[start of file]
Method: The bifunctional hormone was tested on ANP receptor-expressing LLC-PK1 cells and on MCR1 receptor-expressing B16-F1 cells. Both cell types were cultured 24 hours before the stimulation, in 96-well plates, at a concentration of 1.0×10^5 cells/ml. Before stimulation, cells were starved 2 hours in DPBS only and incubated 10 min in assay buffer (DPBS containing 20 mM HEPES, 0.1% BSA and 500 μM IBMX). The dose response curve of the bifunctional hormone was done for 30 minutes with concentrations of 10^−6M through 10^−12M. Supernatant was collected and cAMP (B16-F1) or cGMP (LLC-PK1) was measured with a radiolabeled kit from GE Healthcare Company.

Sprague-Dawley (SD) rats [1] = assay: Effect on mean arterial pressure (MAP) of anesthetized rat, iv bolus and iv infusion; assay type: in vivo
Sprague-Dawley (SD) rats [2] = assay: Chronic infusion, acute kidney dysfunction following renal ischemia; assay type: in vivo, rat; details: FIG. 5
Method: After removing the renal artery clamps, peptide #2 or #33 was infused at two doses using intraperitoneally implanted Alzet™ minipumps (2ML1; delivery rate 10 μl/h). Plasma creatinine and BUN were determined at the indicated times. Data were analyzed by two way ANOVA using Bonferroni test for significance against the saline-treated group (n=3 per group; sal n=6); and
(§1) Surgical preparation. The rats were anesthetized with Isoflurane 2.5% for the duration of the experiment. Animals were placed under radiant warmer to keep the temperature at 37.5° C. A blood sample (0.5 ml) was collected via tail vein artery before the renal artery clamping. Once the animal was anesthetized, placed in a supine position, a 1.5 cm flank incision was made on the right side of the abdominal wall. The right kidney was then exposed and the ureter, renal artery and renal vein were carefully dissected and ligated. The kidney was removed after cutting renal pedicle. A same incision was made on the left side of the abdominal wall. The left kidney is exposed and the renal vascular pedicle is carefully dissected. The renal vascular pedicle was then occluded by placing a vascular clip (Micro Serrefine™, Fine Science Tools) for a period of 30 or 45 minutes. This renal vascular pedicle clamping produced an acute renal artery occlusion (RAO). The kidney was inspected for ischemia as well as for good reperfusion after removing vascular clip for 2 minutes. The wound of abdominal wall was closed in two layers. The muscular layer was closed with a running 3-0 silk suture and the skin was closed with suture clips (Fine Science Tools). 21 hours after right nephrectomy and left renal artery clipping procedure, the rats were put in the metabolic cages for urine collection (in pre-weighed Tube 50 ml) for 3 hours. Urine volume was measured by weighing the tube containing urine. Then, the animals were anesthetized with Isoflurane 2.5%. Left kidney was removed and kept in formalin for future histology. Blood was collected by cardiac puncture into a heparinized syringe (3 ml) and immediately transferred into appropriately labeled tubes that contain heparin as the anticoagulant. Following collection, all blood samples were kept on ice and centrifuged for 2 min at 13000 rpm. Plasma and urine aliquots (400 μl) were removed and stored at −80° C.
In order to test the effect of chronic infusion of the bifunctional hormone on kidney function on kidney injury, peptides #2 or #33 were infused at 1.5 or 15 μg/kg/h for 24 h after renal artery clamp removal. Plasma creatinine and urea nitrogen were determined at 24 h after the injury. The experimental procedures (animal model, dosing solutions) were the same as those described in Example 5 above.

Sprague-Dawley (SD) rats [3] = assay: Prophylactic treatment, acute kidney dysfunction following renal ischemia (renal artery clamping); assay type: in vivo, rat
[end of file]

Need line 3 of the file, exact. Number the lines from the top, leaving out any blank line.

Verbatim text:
Sprague-Dawley (SD) rats [2] = assay: Chronic infusion, acute kidney dysfunction following renal ischemia; assay type: in vivo, rat; details: FIG. 5